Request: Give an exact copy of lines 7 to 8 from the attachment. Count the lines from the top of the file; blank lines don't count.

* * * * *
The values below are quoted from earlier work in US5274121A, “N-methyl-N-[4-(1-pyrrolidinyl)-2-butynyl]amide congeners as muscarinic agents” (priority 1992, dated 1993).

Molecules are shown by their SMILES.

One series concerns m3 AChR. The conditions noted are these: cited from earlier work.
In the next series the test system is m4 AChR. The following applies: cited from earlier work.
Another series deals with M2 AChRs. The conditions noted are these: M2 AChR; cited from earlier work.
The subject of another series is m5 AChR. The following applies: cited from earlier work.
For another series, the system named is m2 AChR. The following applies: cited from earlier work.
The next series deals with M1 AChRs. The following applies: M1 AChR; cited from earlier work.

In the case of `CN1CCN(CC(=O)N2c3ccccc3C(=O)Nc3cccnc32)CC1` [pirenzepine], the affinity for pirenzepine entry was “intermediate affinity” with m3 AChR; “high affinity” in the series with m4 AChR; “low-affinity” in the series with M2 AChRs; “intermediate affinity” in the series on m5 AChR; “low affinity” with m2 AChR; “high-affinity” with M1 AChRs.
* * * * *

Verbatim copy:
For another series, the system named is m2 AChR. The following applies: cited from earlier work.
The next series deals with M1 AChRs. The following applies: M1 AChR; cited from earlier work.